Keynote/Publisher's Comment With a style ranging from the sombre to the quietly hilarious, Kurkov's is a world in which we accept the ordinariness of the absurd. Another modern masterpiece from the author of the highly acclaimed Death and the Penguin. (2004-06-24)

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Customer Reviews

Most Helpful Customer Reviews
4 of 4 people found the following review helpful
4.0 out of 5 stars Short, dark and funny. 20 April 2008
Although I discovered Kurkov's writing a while ago, I have so far resisted the urge to read everything at once. Instead, I've been rationing his novels, much like one of his characters might eke out a wad of ill-gotten dollars stashed under the mattress. This is the third, and it doesn't disappoint.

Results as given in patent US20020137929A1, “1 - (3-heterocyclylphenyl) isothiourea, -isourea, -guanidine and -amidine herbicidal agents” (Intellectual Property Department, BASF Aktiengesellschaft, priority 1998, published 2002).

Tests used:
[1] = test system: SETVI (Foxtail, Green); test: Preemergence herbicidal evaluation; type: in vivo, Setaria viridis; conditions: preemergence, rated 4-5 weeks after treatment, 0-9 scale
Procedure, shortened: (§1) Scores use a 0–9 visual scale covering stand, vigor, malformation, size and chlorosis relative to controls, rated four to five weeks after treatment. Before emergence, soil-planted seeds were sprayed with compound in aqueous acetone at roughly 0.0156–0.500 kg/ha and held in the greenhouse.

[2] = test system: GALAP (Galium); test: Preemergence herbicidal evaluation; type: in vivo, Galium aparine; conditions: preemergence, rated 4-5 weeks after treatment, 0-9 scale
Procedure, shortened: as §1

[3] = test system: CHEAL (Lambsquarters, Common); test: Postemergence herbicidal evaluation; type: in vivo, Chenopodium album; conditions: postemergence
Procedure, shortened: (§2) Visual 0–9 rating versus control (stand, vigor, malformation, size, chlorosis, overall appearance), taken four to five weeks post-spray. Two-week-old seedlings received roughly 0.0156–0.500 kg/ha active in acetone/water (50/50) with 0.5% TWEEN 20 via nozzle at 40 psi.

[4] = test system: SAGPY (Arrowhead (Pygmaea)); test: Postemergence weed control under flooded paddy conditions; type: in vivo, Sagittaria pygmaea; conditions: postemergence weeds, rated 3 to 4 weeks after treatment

A Matter of Death and Life is shorter than Kurkov's other works. Almost a short story in fact, and it has a plot to match - man wishes to die, but decides assassination is more glamorous than suicide, and hires a hitman to take him out. You can probably guess what happens after that.

The book packs in Kurkov's trademark black humour around this simple and engaging idea. His characters are their usual listless selves, with their rounds of cafes and bars, their unintentional involvement in murky underworld dealings. You can read it in an evening, and it'd time well spent.
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9 of 10 people found the following review helpful
4.0 out of 5 stars back on form 9 Feb 2007
By J. Wild